UK Study Reveals that Private School Students Earn More Than State School Contemporaries

UK Study Reveals that Private School Students Earn More Than State School Contemporaries

A new UK study reveals that alumni who graduate from privately funded universities are likely to earn more money than alumni from state schools.

The study was conducted by Sutton Trust and Upreach. For their research, they examined individuals who had careers that dealt with law and finances.

Between the privately funded universities and state schools, the researchers found shocking discrepancies. So much, in fact, that their findings suggest that where you go to school almost immediately determines your financial success after graduation.

On average, alumni from private universities earn a little under £5,000 more per year. That totals to about $5,500 USD.

Not only did graduates of private universities get paid more, but researchers also found that the alumni from these institutions received higher pay raises than state school alumni; in total, private school alumni salaries were an average of £4,450 higher, or $4,856 USD, over the course of three years.

The correlation between private education institutions and high levels of achievement isn’t exactly earth-shattering news.

When comparing standardized test scores in the United States, studies show that students who attend private high school score an average of 50 points higher on all three sections of the SAT, making their overall SAT score an average of 150 points higher than public school students’ SAT scores.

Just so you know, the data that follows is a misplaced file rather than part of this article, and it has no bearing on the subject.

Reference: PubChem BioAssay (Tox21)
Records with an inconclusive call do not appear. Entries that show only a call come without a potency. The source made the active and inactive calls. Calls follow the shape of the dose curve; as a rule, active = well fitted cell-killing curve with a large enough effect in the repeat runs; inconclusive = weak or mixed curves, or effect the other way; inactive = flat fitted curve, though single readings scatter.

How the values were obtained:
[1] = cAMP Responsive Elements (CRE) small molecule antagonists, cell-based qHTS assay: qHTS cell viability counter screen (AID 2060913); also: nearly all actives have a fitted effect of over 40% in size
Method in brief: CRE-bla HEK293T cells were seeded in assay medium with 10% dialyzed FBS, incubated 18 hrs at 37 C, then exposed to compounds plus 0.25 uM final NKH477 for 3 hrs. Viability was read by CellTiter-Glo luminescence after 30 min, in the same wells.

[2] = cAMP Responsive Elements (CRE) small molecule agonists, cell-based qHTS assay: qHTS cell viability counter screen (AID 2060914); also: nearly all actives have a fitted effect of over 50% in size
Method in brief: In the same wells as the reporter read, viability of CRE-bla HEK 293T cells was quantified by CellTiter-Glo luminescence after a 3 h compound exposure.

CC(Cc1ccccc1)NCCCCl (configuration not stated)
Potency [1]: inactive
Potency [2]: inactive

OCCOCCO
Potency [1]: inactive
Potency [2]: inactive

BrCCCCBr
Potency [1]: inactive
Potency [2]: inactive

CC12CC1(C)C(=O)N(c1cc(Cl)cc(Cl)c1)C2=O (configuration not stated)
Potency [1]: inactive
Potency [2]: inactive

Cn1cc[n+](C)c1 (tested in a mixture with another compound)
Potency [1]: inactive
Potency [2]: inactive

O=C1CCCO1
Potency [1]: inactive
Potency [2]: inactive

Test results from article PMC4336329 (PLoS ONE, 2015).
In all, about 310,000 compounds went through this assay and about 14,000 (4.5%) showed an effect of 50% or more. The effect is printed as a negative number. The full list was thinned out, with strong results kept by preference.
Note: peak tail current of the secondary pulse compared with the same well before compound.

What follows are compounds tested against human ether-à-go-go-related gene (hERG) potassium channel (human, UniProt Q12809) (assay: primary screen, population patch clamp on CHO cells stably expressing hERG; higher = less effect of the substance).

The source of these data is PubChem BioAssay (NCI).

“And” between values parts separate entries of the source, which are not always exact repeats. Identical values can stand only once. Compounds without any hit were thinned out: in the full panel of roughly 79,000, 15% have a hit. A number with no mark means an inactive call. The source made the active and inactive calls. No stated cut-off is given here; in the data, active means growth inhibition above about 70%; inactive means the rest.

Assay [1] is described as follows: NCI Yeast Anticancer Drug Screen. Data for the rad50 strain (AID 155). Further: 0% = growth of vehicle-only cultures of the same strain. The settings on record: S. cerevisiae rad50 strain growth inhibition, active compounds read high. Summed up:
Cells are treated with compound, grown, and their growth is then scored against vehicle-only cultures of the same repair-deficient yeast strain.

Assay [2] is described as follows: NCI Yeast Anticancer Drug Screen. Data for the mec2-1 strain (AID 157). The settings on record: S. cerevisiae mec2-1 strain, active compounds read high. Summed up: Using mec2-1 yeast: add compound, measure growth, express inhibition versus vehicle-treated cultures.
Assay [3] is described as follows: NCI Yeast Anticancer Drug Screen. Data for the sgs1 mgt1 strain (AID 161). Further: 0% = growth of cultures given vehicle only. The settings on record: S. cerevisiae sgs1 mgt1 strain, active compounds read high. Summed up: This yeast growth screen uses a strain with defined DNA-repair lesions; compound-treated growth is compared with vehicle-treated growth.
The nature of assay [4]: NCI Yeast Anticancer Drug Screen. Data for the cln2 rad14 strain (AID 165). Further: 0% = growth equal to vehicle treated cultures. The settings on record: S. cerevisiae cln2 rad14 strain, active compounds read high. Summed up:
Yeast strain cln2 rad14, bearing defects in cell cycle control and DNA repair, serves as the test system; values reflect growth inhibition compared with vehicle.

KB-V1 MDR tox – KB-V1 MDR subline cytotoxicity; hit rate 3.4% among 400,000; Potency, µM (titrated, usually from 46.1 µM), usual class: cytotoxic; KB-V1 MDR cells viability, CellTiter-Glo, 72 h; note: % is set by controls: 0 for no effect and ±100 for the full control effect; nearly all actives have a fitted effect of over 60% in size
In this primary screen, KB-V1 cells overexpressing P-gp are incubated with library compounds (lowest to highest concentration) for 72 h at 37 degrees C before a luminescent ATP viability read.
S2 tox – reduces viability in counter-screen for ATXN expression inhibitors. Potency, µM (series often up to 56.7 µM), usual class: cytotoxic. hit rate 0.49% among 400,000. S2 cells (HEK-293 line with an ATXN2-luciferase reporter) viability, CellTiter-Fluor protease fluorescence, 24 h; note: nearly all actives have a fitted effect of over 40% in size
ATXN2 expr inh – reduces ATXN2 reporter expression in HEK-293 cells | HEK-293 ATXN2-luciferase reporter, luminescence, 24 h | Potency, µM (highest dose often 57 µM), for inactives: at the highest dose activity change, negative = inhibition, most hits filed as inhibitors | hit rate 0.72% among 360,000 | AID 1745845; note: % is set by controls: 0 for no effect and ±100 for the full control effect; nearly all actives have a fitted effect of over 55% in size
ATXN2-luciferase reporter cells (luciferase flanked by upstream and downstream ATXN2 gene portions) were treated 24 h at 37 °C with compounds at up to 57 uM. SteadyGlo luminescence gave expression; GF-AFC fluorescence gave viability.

Researchers at Sutton Trust and Upreach attribute the salary discrepancies to a number of factors. One of the most obvious factors, of course, is wealth.

Privately funded universities and schools have more access to resources, academic materials, and funding for programs.

Other factors researchers noted were assertiveness and academic attainment.

Despite the discrepancies in earnings, however, the study also revealed that while private school alumni earn more off the bat, it was individuals from state schools that were more likely to keep their position within a high status job.

In that same three-and-a-half-year window, statistics showed that 71% of public school individuals were able to keep their positions, as compared to 68% of private school alumni.

Although not statistically significant, the difference does suggest that perhaps money can’t buy everything — particularly good old fashioned hard work.

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